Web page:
If it sounds familiar, it’s probably because Amazon announced something similar not too long ago. Amazon Spark started as an in-app feature in 2017. Members of the Prime service can post photos of products with reviews, and anyone who scrolls can like the photos or tap the Shopping Her Bag icon to view the product listings. . Spark was a less popular in-app feature, later morphed into Shop-by Interest, where shoppers can select categories of interest and interact with other customers.
The success of TikTok made it imperative to launch Inspire. But, as Amazon’s last foray into social commerce showed, even adding another feature to the app didn’t stop companies like TikTok, Inditex SA’s Zara and Urban Outfitters Inc. from actually using it. It does not fix obvious weaknesses exposed by retailers that offer easy-to-use sites and apps. Shopping on Amazon feels like paying for gas online. Its flat, two-tone site lacks the aesthetics or organization that make browsing easy or interesting. Designed as a place for users to log in, complete purchases, and sign out with specific intent. More than 60% of his shoppers show a high willingness to buy when starting his Amazon search, according to his September report from Jungle Scout, a search and marketing analytics firm. If all goes well, the goods arrive in a few days in a simple brown box.Amazon makes billions of dollars because it’s predictable, efficient, and competitively priced. . It literally transformed the retail industry around the concept of convenience. But after a rough retail disruption in 2022, thousands of job cuts, and estimated flat U.S. Prime membership growth, the U.S.’s largest online retailer is poised to become a leading delivery company. In an email response to a question, Oliver Messenger, director of Amazon shopping, said that it will only continue to grow and inspire other customers, influencers, and more. , which helps connect customers with “shoppable content” created by brands. About 63% of those surveyed by Jungle Scout said he started searching on Amazon in the third quarter of last year, up from 74% in his first three months of 2021. Meanwhile, TikTok’s share has risen from his 10% to his 21%. Losing its position as the first place shoppers go to discover stuff means losing dollars. The more shoppers who browse TikTok and are directed to buy directly from brands, the less they spend on Amazon. Walmart’s e-commerce business is already facing Amazon taking some market share as the pandemic and subsequent shift to essentials fuel the online shopping boom.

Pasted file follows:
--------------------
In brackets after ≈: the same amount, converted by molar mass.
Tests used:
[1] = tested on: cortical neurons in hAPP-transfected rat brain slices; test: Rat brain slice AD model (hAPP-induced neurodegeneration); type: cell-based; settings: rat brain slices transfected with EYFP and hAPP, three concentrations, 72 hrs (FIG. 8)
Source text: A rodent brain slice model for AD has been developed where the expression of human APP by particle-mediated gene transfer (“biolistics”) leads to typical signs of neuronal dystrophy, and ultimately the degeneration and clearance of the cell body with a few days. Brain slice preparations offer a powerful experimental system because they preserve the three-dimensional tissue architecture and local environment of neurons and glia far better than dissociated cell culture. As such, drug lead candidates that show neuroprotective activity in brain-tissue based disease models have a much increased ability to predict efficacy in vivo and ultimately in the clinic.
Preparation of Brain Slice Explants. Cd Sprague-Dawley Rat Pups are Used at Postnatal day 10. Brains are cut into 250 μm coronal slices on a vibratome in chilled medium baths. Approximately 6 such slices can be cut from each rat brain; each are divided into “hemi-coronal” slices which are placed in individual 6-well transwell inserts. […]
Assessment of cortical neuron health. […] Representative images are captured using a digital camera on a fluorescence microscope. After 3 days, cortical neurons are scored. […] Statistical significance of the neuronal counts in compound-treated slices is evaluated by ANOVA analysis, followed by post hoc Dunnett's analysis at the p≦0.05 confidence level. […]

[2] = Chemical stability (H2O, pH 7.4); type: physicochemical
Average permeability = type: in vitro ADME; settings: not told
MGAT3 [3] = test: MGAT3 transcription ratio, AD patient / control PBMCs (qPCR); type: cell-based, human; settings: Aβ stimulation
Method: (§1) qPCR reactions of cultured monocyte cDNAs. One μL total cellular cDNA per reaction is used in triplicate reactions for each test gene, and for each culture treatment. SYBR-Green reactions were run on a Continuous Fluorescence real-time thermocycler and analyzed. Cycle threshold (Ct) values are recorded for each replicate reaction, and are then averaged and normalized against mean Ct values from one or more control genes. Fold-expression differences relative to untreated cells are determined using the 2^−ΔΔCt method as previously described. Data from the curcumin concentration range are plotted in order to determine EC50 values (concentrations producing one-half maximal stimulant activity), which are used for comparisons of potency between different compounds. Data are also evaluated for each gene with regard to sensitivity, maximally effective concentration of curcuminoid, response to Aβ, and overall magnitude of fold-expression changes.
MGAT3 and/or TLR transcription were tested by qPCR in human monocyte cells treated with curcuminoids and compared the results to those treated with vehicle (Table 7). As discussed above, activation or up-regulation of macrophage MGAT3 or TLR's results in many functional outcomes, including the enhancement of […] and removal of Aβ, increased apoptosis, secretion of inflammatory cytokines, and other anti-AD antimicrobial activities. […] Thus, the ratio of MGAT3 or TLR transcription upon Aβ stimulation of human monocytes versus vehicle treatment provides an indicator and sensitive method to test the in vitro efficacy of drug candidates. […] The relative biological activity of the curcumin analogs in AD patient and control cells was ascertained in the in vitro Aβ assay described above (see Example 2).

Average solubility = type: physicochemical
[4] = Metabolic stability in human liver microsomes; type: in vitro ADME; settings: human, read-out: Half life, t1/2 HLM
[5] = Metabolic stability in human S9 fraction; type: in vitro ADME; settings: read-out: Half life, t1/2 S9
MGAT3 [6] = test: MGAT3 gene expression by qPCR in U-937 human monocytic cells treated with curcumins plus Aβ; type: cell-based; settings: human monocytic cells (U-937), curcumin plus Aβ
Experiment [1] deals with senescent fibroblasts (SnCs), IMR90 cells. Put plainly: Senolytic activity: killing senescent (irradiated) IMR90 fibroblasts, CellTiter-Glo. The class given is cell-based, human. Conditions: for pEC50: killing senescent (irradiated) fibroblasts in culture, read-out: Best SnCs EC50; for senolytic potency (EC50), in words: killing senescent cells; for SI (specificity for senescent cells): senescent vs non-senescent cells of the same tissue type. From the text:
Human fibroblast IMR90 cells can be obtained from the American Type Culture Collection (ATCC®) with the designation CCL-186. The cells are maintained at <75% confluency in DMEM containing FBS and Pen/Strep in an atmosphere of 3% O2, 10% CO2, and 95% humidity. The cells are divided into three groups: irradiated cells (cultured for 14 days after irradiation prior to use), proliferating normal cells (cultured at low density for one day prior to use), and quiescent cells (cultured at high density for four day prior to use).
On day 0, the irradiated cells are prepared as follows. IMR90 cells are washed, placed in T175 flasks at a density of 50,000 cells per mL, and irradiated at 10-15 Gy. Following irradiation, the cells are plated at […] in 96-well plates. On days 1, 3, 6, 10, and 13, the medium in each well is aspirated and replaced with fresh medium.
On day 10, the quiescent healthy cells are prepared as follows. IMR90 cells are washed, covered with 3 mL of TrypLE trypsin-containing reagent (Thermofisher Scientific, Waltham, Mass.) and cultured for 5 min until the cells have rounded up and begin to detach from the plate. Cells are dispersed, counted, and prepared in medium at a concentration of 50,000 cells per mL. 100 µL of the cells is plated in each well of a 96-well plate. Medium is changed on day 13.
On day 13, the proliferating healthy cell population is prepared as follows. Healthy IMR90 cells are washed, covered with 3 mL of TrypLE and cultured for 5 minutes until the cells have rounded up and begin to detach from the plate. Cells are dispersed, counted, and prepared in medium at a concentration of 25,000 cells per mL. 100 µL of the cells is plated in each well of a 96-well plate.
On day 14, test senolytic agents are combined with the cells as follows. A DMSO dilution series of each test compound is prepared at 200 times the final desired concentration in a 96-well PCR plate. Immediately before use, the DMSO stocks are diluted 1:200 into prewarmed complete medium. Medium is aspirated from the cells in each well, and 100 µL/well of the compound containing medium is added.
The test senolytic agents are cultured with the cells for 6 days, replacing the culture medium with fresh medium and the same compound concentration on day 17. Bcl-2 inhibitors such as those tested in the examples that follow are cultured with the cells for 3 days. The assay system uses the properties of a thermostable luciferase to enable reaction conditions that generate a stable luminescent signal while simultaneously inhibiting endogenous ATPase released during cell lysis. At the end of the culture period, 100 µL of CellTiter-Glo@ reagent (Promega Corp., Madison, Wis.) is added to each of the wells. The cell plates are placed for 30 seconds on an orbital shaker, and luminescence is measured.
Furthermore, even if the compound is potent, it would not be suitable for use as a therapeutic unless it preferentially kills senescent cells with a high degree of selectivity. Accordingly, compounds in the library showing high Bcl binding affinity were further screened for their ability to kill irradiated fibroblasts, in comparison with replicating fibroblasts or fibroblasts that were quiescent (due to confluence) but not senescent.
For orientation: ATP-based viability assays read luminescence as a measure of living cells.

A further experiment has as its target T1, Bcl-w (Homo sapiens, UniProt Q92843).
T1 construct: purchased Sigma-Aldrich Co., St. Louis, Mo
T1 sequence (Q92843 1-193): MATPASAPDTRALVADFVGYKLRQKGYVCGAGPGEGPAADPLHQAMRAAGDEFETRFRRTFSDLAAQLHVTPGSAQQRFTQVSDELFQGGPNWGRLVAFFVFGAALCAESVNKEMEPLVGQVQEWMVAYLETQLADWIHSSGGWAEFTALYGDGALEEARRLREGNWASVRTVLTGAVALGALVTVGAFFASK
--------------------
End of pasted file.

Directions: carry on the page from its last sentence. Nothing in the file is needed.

It makes sense that TikTok is quickly catching on with retailers and advertisers. According to Influencer Marketing Hub, about 40% of TikTok users are between the ages of 18 and 24, and another 27% are between the ages of 13 and 17, a demographic with great purchasing power and influence on trends. . According to market research firm Numerator, only about 4% of Amazon shoppers are under the age of 26. TikTok’s potential as a shopping app is beyond doubt. Its For You page is terrifyingly accurate in targeting the content users want to see, triggering highly addictive behavior. The scroller shows a less interesting video before a video that really makes you want to build stuff. Parent company ByteDance has previously entered and won e-commerce with TikTok’s Chinese sister app Douyin . China is so huge that some analysts believe it has reached saturation point. Amazon’s live-streaming shopping business, on the other hand, is not very successful (it’s buried somewhere on the site, low engagement). TikTok’s addictive surprise factor makes it better than Amazon to understand why US audiences mix entertainment and shopping.
Instagram and YouTube have popularized the use of paid influencers to pitch products to their followers, leading to epic failures like the Fyre Festival. But TikTok’s culture of authenticity stems from youth marketing fatigue and quickly drives out influencers who aren’t honest with their reviews and sponsored content. This gives shoppers more confidence in what they read and see about their products, unlike Amazon reviews that have been plagued by abuse and manipulation. It said it has zero tolerance for fake reviews, including suspensions, bans and legal action against those who do. Or it’s just entertainment created by a company that captures Gen Z’s surrealist humor.
Of course, it’s not certain that TikTok is eroding Amazon’s e-commerce dominance. Amazon has spent years developing and improving its sophisticated marketplace and delivery network. So far, TikTok has mostly worked with Shopify Inc. merchants, but recently started hiring staff in the US to build out its fulfillment and delivery network. Like any social media success, his TikTok’s place in the lives of fickle young internet users is not permanent. Diplomatic concerns over Chinese ownership and political advertising bans can undermine trust with users and discourage people from spending money on the platform.
Whether or not it succeeds as a shopping platform, TikTok exposed Amazon’s biggest weakness in online shopping. This time around, Amazon must commit to making broader changes across its retail operations. Otherwise, you will lose out to the clock app. Bloomberg Opinion Details:
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(Updated to add Amazon’s comment in 13th paragraph. For previous versions, corrected Shop-by-Interest start date and clarified that Prime membership increases are based on estimates.)
This column does not necessarily reflect the opinions of the editorial board or Bloomberg LP and its owners.
Laetitia Miranda is a Bloomberg Opinion columnist covering the consumer goods and retail industries. She previously served as her business reporter for NBC News and her retail reporter for BuzzFeed News.
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